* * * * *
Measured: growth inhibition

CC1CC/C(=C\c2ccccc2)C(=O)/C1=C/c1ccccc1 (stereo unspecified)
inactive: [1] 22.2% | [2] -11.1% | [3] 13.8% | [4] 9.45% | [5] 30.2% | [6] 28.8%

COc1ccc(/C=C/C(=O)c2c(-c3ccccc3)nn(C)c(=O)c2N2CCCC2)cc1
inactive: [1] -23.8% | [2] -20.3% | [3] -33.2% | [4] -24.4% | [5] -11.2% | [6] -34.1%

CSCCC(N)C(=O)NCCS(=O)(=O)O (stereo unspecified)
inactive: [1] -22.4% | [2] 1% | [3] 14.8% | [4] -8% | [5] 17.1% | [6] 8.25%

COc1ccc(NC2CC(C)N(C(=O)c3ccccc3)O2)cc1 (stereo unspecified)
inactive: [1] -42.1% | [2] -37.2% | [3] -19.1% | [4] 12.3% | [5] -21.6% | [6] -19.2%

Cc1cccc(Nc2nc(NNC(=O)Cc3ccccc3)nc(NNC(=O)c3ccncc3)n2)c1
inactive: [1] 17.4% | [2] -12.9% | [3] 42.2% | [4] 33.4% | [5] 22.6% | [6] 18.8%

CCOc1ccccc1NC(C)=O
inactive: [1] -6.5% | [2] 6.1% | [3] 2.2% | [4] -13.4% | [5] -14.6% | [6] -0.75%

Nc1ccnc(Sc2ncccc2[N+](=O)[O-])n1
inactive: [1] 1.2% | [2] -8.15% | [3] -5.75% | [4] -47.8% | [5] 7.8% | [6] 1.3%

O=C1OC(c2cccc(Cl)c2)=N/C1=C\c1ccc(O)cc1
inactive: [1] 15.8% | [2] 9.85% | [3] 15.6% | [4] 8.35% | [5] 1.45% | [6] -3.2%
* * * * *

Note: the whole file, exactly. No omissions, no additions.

Measured: growth inhibition

CC1CC/C(=C\c2ccccc2)C(=O)/C1=C/c1ccccc1 (stereo unspecified)
inactive: [1] 22.2% | [2] -11.1% | [3] 13.8% | [4] 9.45% | [5] 30.2% | [6] 28.8%

COc1ccc(/C=C/C(=O)c2c(-c3ccccc3)nn(C)c(=O)c2N2CCCC2)cc1
inactive: [1] -23.8% | [2] -20.3% | [3] -33.2% | [4] -24.4% | [5] -11.2% | [6] -34.1%

CSCCC(N)C(=O)NCCS(=O)(=O)O (stereo unspecified)
inactive: [1] -22.4% | [2] 1% | [3] 14.8% | [4] -8% | [5] 17.1% | [6] 8.25%

COc1ccc(NC2CC(C)N(C(=O)c3ccccc3)O2)cc1 (stereo unspecified)
inactive: [1] -42.1% | [2] -37.2% | [3] -19.1% | [4] 12.3% | [5] -21.6% | [6] -19.2%

Cc1cccc(Nc2nc(NNC(=O)Cc3ccccc3)nc(NNC(=O)c3ccncc3)n2)c1
inactive: [1] 17.4% | [2] -12.9% | [3] 42.2% | [4] 33.4% | [5] 22.6% | [6] 18.8%

CCOc1ccccc1NC(C)=O
inactive: [1] -6.5% | [2] 6.1% | [3] 2.2% | [4] -13.4% | [5] -14.6% | [6] -0.75%

Nc1ccnc(Sc2ncccc2[N+](=O)[O-])n1
inactive: [1] 1.2% | [2] -8.15% | [3] -5.75% | [4] -47.8% | [5] 7.8% | [6] 1.3%

O=C1OC(c2cccc(Cl)c2)=N/C1=C\c1ccc(O)cc1
inactive: [1] 15.8% | [2] 9.85% | [3] 15.6% | [4] 8.35% | [5] 1.45% | [6] -3.2%